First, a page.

Film Review: Date NightIntermittently amusing action comedy with two deservedly well-liked stars whose ad-libs unfortunately aren't as funny as they think.
The ghost of After Hours hangs heavy on this madcap Manhattan action comedy that seems aimed at married baby boomers and at fans of stars Tina Fey ("30 Rock") and Steve Carell ("The Office"). But where that 1985 Martin Scorsese cult classic, about a hapless Everyman caught in a progressively more bizarre spiral of eccentrics over the course of a night and early morning in Soho, created a unique mood and a surreal foreboding, Date Night's domino machinations in much the same literal and figurative territory seem an irrelevant and mostly unconvincing clothesline on which Fey and Carell can hang improvised riffs (as the many alternate takes seen during and after the credits show).
Were those riffs more than intermittently funny, playing to the stars' strengths might have worked. But talented as those stars may be, their TV shows are scripted, and a stronger, funnier script here in the first place would have better utilized their talents.
The two play a New Jersey couple, Claire and Phil Foster—she a realtor, he an accountant—with two rambunctious young kids and the subsequent zombie tiredness that accompanies that burden. They nonetheless make an effort at a date night each week, leaving the children with a sitter (Leighton Meester of “Gossip Girl”) while they eat the same thing at the same local steakhouse (a dead-on marvel of production design—cozy, dark wood and a fireplace, and yet somehow as middle-of-the-road suburban as can be). One week, after having been shocked by the impending divorce of their close friends (the talented Mark Ruffalo and Kristen Wiig, given throwaway roles), Phil impulsively takes Claire to the hottest restaurant in Manhattan, where, sans reservations, they're relegated to wait-at-the-bar hell. When a couple called the Tripplehorns don't answer when their table is called, Phil claims he and Claire are they.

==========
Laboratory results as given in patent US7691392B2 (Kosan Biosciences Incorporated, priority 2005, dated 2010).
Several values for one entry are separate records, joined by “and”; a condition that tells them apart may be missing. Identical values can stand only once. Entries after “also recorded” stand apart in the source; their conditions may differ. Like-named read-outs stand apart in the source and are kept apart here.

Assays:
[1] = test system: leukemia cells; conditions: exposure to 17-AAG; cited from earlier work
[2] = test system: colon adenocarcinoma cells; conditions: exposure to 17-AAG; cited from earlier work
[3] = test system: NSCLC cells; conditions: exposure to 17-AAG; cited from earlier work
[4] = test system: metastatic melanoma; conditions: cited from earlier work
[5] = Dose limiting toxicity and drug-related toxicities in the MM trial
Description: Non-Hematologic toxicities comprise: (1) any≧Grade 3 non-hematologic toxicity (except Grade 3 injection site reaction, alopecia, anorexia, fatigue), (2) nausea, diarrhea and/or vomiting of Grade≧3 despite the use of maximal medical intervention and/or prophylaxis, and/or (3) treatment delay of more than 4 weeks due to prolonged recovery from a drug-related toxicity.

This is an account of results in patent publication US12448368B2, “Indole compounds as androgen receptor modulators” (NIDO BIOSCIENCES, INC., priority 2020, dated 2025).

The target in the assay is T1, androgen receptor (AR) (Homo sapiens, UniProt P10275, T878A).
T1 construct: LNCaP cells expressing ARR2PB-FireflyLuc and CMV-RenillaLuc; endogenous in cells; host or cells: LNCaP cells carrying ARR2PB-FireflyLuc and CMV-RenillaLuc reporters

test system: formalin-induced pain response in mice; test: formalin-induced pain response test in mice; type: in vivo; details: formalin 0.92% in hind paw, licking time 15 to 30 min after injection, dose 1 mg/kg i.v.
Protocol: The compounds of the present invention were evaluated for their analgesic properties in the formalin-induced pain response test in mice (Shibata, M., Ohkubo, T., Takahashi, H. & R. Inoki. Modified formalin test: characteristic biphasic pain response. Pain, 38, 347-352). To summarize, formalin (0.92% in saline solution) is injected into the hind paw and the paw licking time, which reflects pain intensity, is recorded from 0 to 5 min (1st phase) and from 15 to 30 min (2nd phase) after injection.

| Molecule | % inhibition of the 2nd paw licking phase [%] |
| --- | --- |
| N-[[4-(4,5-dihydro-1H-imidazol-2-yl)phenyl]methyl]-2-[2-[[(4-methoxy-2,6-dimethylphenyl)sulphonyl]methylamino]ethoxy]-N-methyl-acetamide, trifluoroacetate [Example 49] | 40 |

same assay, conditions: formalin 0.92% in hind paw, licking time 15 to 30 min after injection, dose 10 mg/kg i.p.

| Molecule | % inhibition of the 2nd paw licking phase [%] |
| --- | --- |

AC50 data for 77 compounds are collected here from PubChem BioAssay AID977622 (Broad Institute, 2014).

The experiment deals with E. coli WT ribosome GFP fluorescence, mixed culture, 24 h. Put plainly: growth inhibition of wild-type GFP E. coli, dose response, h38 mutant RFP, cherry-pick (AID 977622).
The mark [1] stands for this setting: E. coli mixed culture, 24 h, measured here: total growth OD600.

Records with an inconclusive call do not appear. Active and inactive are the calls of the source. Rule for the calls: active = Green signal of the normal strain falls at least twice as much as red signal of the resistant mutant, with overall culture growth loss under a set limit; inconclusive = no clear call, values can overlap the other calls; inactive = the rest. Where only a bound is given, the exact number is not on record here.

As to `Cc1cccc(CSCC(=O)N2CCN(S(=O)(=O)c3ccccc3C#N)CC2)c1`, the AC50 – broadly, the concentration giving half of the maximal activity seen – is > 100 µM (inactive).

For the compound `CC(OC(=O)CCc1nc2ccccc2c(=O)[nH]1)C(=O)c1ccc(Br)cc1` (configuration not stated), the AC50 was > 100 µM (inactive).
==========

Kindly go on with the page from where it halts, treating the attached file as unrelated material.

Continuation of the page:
Thus begins a mistaken-identity chase by two corrupt cops (a colorless Common and the scraggly, increasingly impressive Jimmi Simpson) who want a flash drive that the Tripplehorns are holding for ransom. Soon the fleeing Fosters are encountering a shirtless security hunk (Mark Wahlberg); a detective whose allegiance is uncertain (Taraji P. Henson); a mobster (a welcome Ray Liotta, in two scenes); the crusading Manhattan D.A. with a secret (the always great William Fichtner); and the actual "Tripplehorns," a petty-criminal couple (James Franco and Mila Kunis) using that as their ransoming name since (in one of too many insular movie-geek references) the former is a fan of the actress Jeanne Tripplehorn.
That Franco and Kunis in their one scene completely steal the show by actually playing characters—as opposed to the stars' just playing slight variations on their TV personae—says a lot about why Date Night is so hit-or-miss. The impression is that director Shawn Levy—most of whose films until the fluke Night at the Museum were critical and commercial flops—needed to wrap production quickly before the stars' series hiatuses ended. Which doesn't explain how editor Dean Zimmerman can't even match cuts in scenes where characters aren't even moving but just sitting down.
Ironically, the stars' best and most genuinely moving scene is one that seems thoroughly scripted and not ad-libbed, when the two, in a getaway car, pull over on a deserted street and talk about the dreams and regrets of marriage. Had Fey and Carell been given a fleshed-out script and the chance to really act, this would have been a much different and better movie.